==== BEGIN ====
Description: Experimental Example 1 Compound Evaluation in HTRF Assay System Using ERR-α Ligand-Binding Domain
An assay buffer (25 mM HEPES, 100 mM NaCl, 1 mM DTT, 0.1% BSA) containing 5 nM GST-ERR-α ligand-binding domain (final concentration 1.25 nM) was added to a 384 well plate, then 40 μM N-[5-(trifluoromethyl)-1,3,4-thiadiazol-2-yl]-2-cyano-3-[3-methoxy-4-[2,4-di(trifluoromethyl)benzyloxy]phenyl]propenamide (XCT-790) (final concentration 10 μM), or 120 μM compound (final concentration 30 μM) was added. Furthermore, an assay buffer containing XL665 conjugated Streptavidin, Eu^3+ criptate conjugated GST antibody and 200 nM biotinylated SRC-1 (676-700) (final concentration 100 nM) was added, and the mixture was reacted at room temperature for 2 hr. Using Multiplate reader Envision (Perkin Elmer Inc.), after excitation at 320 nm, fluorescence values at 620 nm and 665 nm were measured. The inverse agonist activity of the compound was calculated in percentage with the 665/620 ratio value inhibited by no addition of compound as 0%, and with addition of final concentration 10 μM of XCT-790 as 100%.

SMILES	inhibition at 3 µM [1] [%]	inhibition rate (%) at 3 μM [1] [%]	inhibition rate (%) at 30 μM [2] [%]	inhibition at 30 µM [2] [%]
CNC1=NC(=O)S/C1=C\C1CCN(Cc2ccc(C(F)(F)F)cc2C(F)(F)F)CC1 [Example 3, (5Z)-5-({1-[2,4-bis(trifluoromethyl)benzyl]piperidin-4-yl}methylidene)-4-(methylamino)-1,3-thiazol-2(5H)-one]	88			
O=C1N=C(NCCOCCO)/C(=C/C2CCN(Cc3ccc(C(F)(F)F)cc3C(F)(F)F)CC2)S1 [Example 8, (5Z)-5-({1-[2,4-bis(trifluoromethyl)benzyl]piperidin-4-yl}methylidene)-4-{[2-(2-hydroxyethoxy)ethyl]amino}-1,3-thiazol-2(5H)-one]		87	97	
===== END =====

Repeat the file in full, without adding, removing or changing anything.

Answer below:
Description: Experimental Example 1 Compound Evaluation in HTRF Assay System Using ERR-α Ligand-Binding Domain
An assay buffer (25 mM HEPES, 100 mM NaCl, 1 mM DTT, 0.1% BSA) containing 5 nM GST-ERR-α ligand-binding domain (final concentration 1.25 nM) was added to a 384 well plate, then 40 μM N-[5-(trifluoromethyl)-1,3,4-thiadiazol-2-yl]-2-cyano-3-[3-methoxy-4-[2,4-di(trifluoromethyl)benzyloxy]phenyl]propenamide (XCT-790) (final concentration 10 μM), or 120 μM compound (final concentration 30 μM) was added. Furthermore, an assay buffer containing XL665 conjugated Streptavidin, Eu^3+ criptate conjugated GST antibody and 200 nM biotinylated SRC-1 (676-700) (final concentration 100 nM) was added, and the mixture was reacted at room temperature for 2 hr. Using Multiplate reader Envision (Perkin Elmer Inc.), after excitation at 320 nm, fluorescence values at 620 nm and 665 nm were measured. The inverse agonist activity of the compound was calculated in percentage with the 665/620 ratio value inhibited by no addition of compound as 0%, and with addition of final concentration 10 μM of XCT-790 as 100%.

SMILES	inhibition at 3 µM [1] [%]	inhibition rate (%) at 3 μM [1] [%]	inhibition rate (%) at 30 μM [2] [%]	inhibition at 30 µM [2] [%]
CNC1=NC(=O)S/C1=C\C1CCN(Cc2ccc(C(F)(F)F)cc2C(F)(F)F)CC1 [Example 3, (5Z)-5-({1-[2,4-bis(trifluoromethyl)benzyl]piperidin-4-yl}methylidene)-4-(methylamino)-1,3-thiazol-2(5H)-one]	88			
O=C1N=C(NCCOCCO)/C(=C/C2CCN(Cc3ccc(C(F)(F)F)cc3C(F)(F)F)CC2)S1 [Example 8, (5Z)-5-({1-[2,4-bis(trifluoromethyl)benzyl]piperidin-4-yl}methylidene)-4-{[2-(2-hydroxyethoxy)ethyl]amino}-1,3-thiazol-2(5H)-one]		87	97	